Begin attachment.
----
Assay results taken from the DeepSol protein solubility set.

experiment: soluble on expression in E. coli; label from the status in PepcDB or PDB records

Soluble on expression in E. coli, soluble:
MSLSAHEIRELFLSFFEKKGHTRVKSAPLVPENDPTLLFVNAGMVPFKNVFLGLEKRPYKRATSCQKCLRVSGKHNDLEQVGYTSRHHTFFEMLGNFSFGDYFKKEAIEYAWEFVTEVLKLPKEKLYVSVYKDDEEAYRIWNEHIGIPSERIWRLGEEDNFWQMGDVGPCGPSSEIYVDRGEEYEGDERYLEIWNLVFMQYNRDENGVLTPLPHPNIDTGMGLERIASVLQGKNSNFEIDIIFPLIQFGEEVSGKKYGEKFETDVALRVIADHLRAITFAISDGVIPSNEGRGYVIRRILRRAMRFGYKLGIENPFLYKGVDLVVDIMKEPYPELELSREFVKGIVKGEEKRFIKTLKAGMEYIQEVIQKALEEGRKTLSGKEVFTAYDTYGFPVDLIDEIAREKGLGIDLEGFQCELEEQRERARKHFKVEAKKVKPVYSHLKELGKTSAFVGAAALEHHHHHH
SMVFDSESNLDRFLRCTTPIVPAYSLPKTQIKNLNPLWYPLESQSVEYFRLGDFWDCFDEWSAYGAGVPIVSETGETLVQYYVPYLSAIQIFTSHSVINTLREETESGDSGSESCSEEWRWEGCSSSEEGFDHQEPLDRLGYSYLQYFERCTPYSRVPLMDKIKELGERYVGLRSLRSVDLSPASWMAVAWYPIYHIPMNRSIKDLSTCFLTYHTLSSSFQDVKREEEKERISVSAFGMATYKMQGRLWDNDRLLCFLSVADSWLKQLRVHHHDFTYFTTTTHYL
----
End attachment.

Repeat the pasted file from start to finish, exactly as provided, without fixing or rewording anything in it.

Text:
Assay results taken from the DeepSol protein solubility set.

experiment: soluble on expression in E. coli; label from the status in PepcDB or PDB records

Soluble on expression in E. coli, soluble:
MSLSAHEIRELFLSFFEKKGHTRVKSAPLVPENDPTLLFVNAGMVPFKNVFLGLEKRPYKRATSCQKCLRVSGKHNDLEQVGYTSRHHTFFEMLGNFSFGDYFKKEAIEYAWEFVTEVLKLPKEKLYVSVYKDDEEAYRIWNEHIGIPSERIWRLGEEDNFWQMGDVGPCGPSSEIYVDRGEEYEGDERYLEIWNLVFMQYNRDENGVLTPLPHPNIDTGMGLERIASVLQGKNSNFEIDIIFPLIQFGEEVSGKKYGEKFETDVALRVIADHLRAITFAISDGVIPSNEGRGYVIRRILRRAMRFGYKLGIENPFLYKGVDLVVDIMKEPYPELELSREFVKGIVKGEEKRFIKTLKAGMEYIQEVIQKALEEGRKTLSGKEVFTAYDTYGFPVDLIDEIAREKGLGIDLEGFQCELEEQRERARKHFKVEAKKVKPVYSHLKELGKTSAFVGAAALEHHHHHH
SMVFDSESNLDRFLRCTTPIVPAYSLPKTQIKNLNPLWYPLESQSVEYFRLGDFWDCFDEWSAYGAGVPIVSETGETLVQYYVPYLSAIQIFTSHSVINTLREETESGDSGSESCSEEWRWEGCSSSEEGFDHQEPLDRLGYSYLQYFERCTPYSRVPLMDKIKELGERYVGLRSLRSVDLSPASWMAVAWYPIYHIPMNRSIKDLSTCFLTYHTLSSSFQDVKREEEKERISVSAFGMATYKMQGRLWDNDRLLCFLSVADSWLKQLRVHHHDFTYFTTTTHYL